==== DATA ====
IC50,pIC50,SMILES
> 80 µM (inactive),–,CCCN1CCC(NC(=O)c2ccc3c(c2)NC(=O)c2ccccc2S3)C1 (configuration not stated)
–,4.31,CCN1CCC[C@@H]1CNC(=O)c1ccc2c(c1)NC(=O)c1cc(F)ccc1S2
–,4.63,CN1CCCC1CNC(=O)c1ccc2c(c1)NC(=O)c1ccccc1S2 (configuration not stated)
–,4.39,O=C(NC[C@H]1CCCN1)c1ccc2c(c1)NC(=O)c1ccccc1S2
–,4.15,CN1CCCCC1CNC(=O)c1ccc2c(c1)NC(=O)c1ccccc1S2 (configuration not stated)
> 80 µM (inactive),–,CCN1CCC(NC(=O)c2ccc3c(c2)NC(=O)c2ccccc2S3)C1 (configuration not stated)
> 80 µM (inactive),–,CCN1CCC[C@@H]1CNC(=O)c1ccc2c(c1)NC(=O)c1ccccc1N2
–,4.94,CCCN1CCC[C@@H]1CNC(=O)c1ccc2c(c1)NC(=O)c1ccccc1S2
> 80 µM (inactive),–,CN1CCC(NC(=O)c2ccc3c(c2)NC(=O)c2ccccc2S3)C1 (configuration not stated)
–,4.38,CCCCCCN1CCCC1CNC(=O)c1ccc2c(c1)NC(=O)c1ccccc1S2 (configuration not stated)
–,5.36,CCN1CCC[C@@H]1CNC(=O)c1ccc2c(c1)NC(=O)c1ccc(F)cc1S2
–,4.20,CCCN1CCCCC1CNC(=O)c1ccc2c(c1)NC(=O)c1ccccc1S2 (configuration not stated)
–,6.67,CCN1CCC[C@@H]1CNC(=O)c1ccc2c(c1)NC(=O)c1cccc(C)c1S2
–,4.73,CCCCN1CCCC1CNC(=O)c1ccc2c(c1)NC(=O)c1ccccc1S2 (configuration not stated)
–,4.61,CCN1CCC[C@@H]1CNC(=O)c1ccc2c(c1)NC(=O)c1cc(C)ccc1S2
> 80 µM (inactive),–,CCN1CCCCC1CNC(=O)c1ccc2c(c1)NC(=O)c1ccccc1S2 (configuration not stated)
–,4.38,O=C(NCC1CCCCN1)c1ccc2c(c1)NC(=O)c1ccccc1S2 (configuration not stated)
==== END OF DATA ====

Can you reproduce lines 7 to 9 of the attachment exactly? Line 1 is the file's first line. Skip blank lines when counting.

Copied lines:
> 80 µM (inactive),–,CCN1CCC(NC(=O)c2ccc3c(c2)NC(=O)c2ccccc2S3)C1 (configuration not stated)
> 80 µM (inactive),–,CCN1CCC[C@@H]1CNC(=O)c1ccc2c(c1)NC(=O)c1ccccc1N2
–,4.94,CCCN1CCC[C@@H]1CNC(=O)c1ccc2c(c1)NC(=O)c1ccccc1S2